Financial and Monetary Systems

‘Trickle-down’ tax cuts don’t work, study says

A car passes a sign advertising sign that says 'It's Tax Time'.

The 1980s brought a wave of tax cuts in countries like the US and UK. Image: REUTERS/Kevin Lamarque

Harry Kretchmer
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This article is part of: The Davos Agenda
  • A study claims that taxing the richest less doesn’t strengthen economies and worsens inequality.
  • London-based academics have analysed 50 years of growth, income and employment data covering 18 countries.
  • The study comes as governments are considering raising taxes to repair the economic damage of COVID-19.
  • Billionaires have seen their wealth increase by more than 27% this year to new record highs.

Tax cuts for the rich “do not have any significant effect on economic growth and unemployment”, and “lead to higher income inequality”.

Those are the central claims of a new study of 18 OECD countries. It draws on economic data from the past half century – a period during which taxes on the richest have fallen widely.

Have you read?

The working paper, published by the London School of Economics’ (LSE) International Inequalities Institute, comes at an important moment. Countries including the UK are being urged to use one-off wealth taxes to help repair battered public finances. Argentina has already done so.

Some economists argue that “trickle-down” economics, where greater financial headroom at the top can spur broader wealth creation, is real enough – and big tax rises are risky. Nevertheless, calls for reform are growing, and tackling inequality is high on the Davos Agenda this year.

Distribution of major tax cuts for the rich, 1965-2015
The 1980s saw a cluster of nations cut taxes on the rich. Image: London School of Economics

The long view

One of the reasons the LSE study takes a 50-year view (ending in 2015) is that so much has changed for the rich.

In their study, Dr David Hope of the London School of Economics and Dr Julian Limberg of King's College London, point out that for several decades after the Second World War, top incomes fell.

But the 1980s brought a wave of tax cuts in countries including the US and UK, creating trends and precedents that few leaders have attempted to reverse – in fact many have continued.

Arguments by researchers that higher taxes on the wealthy had a negative influence on economic growth prevailed for many years. But Hope and Limberg claim that there is, in fact, relatively little clear data linking tax cuts and improved economic performance. This echoes analyses which have questioned the power of such tax-cutting strategies such as former US President Ronald Reagan’s’ “Reaganomics”.

Hope and Limberg’s assessment considers a range of data points, and covers the performance of economies for up to half a decade after tax cuts. Their conclusion: “estimated effects for these variables are statistically indistinguishable from zero” – or to put it another way, tax cuts make little or no difference to GDP and jobs.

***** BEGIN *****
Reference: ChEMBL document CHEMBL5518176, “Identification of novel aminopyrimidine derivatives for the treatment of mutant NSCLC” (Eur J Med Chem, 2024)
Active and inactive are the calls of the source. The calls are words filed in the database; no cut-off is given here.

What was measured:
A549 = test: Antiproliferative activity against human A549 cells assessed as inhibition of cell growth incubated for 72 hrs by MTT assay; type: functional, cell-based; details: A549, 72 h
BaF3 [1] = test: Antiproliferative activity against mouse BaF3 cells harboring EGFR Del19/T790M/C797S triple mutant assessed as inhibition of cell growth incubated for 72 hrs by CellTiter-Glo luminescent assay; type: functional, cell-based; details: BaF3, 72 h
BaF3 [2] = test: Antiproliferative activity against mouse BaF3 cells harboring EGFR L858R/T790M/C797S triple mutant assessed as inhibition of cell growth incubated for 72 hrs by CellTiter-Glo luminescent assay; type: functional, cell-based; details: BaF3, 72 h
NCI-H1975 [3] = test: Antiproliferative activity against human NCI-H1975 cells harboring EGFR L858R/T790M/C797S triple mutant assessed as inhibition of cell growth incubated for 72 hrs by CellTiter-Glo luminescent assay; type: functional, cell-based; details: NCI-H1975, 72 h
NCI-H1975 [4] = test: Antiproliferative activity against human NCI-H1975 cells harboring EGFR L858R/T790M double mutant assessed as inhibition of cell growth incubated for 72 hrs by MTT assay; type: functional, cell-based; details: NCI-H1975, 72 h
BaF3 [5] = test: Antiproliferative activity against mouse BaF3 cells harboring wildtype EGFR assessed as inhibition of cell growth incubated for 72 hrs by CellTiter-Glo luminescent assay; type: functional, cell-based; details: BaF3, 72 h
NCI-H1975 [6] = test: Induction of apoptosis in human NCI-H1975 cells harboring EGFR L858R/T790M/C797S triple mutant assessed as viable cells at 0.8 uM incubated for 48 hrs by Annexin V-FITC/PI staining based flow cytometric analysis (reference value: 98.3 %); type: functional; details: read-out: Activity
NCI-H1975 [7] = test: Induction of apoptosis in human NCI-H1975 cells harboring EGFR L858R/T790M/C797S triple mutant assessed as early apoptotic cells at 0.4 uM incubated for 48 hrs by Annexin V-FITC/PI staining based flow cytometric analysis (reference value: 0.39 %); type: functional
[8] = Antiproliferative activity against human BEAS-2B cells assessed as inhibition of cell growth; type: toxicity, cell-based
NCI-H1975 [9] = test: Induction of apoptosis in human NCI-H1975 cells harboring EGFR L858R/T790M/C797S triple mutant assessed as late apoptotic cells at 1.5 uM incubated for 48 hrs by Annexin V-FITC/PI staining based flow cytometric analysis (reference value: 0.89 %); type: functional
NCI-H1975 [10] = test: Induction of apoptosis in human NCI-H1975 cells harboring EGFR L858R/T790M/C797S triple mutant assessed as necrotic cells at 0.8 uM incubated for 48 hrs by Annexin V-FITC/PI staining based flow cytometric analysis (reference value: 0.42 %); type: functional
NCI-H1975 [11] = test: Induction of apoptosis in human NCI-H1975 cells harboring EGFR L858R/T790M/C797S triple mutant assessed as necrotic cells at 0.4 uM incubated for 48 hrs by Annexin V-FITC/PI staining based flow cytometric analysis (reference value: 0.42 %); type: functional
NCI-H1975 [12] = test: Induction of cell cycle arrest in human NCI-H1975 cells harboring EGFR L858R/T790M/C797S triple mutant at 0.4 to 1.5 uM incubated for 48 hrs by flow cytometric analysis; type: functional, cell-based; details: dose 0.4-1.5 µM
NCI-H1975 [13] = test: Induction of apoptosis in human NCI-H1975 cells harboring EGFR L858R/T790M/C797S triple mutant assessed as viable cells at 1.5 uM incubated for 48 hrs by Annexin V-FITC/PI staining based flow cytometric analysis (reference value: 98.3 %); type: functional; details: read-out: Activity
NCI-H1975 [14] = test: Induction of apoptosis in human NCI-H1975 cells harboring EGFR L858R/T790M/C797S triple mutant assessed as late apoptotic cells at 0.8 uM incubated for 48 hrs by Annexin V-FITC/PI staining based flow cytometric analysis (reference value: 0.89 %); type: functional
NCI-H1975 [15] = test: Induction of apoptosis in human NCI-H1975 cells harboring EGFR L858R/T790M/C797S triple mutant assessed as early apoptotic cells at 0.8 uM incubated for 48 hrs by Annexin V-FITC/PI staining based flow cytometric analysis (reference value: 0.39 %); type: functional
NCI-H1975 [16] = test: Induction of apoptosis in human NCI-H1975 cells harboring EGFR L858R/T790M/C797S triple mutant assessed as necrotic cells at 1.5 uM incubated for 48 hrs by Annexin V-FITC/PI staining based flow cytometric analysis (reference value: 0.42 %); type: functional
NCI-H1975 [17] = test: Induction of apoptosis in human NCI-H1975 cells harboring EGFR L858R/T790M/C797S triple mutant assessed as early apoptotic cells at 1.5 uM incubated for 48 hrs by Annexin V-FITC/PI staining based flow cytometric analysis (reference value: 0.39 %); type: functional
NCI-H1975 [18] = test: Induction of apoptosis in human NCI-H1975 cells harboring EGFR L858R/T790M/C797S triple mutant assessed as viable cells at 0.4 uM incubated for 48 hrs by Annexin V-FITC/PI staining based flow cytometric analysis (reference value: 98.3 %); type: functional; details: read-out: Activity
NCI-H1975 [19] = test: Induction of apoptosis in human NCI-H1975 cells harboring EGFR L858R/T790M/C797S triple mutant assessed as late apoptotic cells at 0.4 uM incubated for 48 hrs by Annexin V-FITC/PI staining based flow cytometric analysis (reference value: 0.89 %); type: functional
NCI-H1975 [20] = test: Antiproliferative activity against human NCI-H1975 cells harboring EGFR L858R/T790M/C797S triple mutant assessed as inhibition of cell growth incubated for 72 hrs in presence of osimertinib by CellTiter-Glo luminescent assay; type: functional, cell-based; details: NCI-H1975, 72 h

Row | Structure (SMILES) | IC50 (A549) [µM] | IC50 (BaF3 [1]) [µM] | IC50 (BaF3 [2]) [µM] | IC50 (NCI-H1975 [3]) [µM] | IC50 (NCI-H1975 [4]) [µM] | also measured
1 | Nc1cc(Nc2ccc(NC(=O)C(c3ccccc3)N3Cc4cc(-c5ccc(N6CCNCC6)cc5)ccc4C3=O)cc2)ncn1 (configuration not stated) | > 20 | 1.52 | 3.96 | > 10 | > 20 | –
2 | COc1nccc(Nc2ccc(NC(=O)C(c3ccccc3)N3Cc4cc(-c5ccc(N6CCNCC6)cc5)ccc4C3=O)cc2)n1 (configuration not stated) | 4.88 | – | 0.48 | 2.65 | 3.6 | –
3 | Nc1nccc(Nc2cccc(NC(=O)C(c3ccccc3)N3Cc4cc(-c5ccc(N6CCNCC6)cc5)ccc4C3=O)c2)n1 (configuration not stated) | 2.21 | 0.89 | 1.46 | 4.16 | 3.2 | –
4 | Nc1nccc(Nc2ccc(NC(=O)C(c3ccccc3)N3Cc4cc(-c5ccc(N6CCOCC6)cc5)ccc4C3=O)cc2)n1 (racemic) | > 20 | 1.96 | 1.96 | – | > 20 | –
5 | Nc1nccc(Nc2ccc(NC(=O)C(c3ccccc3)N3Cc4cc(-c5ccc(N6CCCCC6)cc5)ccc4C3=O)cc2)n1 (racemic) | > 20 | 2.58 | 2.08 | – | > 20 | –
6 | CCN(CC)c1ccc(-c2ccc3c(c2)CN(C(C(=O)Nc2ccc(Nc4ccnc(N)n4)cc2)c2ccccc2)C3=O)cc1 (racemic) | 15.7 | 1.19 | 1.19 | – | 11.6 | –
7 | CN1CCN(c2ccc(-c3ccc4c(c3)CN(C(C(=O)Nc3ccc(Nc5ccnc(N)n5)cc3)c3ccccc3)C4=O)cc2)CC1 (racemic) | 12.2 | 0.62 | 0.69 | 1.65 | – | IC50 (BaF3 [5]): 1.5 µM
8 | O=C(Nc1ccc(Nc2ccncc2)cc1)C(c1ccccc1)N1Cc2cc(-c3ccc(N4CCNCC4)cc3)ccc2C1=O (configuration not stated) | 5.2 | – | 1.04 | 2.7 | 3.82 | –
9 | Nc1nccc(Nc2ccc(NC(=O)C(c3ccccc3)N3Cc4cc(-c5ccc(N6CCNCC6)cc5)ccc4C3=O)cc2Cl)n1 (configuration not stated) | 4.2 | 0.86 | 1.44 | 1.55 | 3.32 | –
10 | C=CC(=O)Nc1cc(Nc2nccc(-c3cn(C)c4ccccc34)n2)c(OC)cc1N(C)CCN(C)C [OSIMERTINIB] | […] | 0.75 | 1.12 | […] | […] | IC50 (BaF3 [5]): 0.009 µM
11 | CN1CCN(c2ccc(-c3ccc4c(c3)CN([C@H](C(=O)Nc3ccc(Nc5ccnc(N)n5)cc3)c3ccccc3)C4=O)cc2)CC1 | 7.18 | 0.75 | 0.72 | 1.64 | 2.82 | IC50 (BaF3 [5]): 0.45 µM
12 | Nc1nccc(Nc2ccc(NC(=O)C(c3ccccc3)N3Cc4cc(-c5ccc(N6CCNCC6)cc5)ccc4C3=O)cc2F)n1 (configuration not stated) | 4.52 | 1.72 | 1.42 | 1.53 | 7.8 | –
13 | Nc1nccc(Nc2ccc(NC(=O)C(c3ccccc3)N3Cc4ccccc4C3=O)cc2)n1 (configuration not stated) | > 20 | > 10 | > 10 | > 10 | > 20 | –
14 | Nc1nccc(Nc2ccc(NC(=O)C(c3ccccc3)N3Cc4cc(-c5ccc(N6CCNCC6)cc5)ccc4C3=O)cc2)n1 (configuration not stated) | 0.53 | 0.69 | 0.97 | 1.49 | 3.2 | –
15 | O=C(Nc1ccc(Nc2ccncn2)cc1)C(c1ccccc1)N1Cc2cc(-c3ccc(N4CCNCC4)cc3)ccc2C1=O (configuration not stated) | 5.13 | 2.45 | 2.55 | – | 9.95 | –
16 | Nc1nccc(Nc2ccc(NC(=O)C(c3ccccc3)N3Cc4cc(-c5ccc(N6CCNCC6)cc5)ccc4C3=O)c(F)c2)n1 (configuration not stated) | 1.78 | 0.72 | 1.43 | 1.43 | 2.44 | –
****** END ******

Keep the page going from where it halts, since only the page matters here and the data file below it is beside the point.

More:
Taxes on the wealthiest have fallen in many nations. Image: London School of Economics

The pandemic factor

These findings are timely because of the policy context. As Hope told Bloomberg: “Policy-makers shouldn’t worry that raising taxes on the rich to fund the financial costs of the pandemic will harm their economies.”

The pandemic has not only sharpened wealth divisions, with billionaires seeing their wealth increase by 27.5% earlier this year, and the world’s poorest suffering most. Technology entrepreneurs have seen their rising assets scrutinized in the media. And, above all, COVID-19 has increased the holes in governments’ balance sheets.

And policy appears to be catching up with research. Whereas the current US administration cut taxes by more than $1.4 trillion – benefiting the wealthiest as well as the broader “middle class” – President-elect Biden has already signalled his intention to change course, by increasing capital gains tax, for example.


A complex picture

However, the increasing prominence of inequality debates, led in recent years by economists such as Thomas Piketty, does not necessarily translate into a clear mood for a change.

There is evidence to suggest that the general public has a more complicated relationship with income inequality than might be supposed. A recent study has found that the way wealth is obtained is a key factor in how dissatisfied people feel about it.

Its authors say that whether the rich made their money from capital (such as owning assets) or labour (income from work) is significant. They also find that, in many countries, the gulf in salaries between the richest and poorest is now the key driver of inequality.

Their study is an indication that while wealth taxes might be rising up government agendas, it will take more than that to address growing inequality.

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